Nature, said Galileo, is 'a book written in the language of mathematics'. But why should this be? How can mathematics be at the heart of our universe?
The great Hungarian physicist and Nobel laureate Eugene Wigner stressed that this 'unreasonable effectiveness' of mathematics at describing the world was a mystery demanding explanation. Here, Max Tegmark, one of the most original cosmologists at work today, takes us on an astonishing journey to solve that mystery.
Part-history of the cosmos, part-intellectual adventure, Our Mathematical Universe travels from the Big Bang to the distant future via parallel worlds, across every possible scale - from the sub-atomic to the intergalactic - showing how mathematics provides the answers to our questions about the world. Where do we come from? What makes the universe the way it is? In essence, why are we here? With dazzling clarity, Max Tegmark ponders these deep mysteries and allows us to grasp the most cutting-edge and mind-boggling theories of physics.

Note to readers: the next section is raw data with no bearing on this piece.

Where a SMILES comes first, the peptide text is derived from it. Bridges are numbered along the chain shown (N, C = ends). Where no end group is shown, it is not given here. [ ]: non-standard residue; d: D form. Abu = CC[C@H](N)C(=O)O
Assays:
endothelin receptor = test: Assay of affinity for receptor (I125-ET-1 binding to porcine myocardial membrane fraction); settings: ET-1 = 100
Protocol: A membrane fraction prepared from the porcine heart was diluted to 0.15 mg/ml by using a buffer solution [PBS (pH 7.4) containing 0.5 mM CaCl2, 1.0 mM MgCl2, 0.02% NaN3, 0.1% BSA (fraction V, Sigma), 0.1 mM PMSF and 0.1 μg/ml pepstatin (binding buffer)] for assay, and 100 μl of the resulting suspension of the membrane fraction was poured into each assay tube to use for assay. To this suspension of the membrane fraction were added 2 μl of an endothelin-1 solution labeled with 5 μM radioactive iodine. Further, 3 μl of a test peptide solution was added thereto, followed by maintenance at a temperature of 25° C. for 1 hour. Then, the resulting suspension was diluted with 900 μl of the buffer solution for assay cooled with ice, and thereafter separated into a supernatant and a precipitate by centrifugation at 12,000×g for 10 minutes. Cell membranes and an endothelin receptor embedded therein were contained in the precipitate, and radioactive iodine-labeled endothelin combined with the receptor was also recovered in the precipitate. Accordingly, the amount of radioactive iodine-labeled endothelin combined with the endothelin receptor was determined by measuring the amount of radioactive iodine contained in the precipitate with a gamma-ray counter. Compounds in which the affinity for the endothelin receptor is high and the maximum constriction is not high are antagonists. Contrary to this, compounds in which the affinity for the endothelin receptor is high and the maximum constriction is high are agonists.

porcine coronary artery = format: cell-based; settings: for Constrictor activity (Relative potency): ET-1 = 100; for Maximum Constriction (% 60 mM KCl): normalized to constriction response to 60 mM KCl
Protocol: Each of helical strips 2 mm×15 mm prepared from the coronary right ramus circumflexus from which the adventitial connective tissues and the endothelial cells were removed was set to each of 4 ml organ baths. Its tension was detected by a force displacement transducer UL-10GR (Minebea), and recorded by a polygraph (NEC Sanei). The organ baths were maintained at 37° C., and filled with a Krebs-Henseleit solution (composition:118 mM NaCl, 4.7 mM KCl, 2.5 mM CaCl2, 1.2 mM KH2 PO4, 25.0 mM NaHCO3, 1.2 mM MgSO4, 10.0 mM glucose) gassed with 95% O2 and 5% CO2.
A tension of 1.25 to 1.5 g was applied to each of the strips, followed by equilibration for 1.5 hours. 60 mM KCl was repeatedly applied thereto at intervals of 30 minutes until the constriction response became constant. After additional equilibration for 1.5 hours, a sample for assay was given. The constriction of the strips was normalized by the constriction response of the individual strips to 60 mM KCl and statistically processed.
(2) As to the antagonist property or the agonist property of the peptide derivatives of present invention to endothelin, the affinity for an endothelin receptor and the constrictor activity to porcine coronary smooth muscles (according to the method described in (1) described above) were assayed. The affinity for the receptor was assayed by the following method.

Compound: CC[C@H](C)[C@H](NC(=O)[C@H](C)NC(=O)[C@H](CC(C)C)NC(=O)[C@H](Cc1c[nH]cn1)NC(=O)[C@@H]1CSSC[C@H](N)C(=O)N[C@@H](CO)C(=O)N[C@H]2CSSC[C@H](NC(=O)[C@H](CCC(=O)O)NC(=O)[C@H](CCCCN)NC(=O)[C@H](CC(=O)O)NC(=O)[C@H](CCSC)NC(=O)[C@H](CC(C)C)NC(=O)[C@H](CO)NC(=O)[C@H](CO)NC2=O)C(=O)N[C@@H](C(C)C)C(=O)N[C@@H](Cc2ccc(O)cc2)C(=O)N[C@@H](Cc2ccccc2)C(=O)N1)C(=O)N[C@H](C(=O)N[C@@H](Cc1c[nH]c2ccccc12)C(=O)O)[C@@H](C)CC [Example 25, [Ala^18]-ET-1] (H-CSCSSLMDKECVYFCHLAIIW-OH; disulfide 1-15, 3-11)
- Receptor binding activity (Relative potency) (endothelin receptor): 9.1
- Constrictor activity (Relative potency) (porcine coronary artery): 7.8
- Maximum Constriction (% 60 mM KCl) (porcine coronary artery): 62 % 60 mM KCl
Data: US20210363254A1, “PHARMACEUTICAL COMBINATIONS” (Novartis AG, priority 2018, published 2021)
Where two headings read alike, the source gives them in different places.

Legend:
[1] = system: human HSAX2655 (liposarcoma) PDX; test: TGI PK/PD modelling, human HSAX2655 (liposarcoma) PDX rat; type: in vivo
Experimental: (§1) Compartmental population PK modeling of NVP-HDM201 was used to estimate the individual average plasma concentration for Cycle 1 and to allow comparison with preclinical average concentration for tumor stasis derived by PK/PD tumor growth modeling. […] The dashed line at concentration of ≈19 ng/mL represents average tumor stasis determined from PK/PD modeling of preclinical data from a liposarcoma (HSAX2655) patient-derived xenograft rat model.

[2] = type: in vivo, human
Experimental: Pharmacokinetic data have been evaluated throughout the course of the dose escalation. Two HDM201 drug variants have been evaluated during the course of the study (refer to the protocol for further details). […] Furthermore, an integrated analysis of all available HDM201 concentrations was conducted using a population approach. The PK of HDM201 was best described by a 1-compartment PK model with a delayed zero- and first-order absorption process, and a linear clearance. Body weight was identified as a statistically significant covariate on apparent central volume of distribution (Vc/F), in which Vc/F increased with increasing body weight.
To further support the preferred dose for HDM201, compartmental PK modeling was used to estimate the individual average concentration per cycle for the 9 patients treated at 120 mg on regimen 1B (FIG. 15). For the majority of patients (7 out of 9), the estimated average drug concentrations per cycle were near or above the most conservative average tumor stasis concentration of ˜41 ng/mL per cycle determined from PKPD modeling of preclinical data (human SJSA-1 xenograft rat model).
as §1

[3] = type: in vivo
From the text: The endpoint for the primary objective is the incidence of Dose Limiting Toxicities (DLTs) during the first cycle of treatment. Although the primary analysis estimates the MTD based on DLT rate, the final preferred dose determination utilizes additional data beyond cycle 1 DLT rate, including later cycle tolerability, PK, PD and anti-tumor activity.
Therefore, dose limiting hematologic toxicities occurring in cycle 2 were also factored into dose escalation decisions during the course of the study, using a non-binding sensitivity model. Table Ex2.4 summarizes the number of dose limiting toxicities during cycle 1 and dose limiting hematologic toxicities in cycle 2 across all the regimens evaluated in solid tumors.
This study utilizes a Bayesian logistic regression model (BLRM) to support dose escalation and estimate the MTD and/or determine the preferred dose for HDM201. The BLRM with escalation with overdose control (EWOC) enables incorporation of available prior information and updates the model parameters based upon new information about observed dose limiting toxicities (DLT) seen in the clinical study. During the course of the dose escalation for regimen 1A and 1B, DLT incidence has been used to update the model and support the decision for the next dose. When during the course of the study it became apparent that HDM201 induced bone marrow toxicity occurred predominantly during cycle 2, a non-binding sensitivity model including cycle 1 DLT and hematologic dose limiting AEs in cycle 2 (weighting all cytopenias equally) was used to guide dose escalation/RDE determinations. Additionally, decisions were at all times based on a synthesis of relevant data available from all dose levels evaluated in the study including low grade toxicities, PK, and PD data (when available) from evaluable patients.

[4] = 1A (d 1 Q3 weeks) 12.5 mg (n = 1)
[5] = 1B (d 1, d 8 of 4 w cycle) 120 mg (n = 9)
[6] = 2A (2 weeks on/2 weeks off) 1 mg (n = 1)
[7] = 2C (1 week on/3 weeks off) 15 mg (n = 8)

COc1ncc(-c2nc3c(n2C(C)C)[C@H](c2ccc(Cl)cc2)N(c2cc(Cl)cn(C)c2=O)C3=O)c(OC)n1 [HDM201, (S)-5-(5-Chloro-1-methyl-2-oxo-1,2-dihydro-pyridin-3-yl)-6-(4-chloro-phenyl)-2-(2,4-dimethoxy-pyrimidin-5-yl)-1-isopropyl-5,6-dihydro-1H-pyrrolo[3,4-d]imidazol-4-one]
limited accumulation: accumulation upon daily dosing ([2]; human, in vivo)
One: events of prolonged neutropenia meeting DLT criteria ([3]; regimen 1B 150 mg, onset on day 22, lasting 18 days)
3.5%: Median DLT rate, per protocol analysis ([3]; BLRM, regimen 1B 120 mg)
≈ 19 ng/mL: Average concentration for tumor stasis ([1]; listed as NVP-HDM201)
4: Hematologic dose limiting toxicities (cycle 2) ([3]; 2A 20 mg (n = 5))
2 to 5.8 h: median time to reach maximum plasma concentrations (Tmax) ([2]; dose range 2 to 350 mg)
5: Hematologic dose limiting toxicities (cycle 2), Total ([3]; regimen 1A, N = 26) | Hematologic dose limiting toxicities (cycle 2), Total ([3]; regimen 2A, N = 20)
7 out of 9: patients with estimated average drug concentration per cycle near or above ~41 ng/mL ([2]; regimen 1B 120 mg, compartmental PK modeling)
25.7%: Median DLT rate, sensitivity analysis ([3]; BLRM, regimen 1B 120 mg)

What he proposes is an elegant and fascinating idea: that our physical world not only is described by mathematics, but that it is mathematics. Astoundingly, we may live in a mathematical universe.
Max Tegmark is author or co-author of more than 200 technical papers, twelve of which have been cited more than 500 times. He has featured in dozens of science documentaries, and his work with the SDSS collaboration on galaxy clustering shared the first prize in Science magazine's "Breakthrough of the Year: 2003". He holds a Ph.D from the University of California, Berkeley, and is a physics professor at MIT.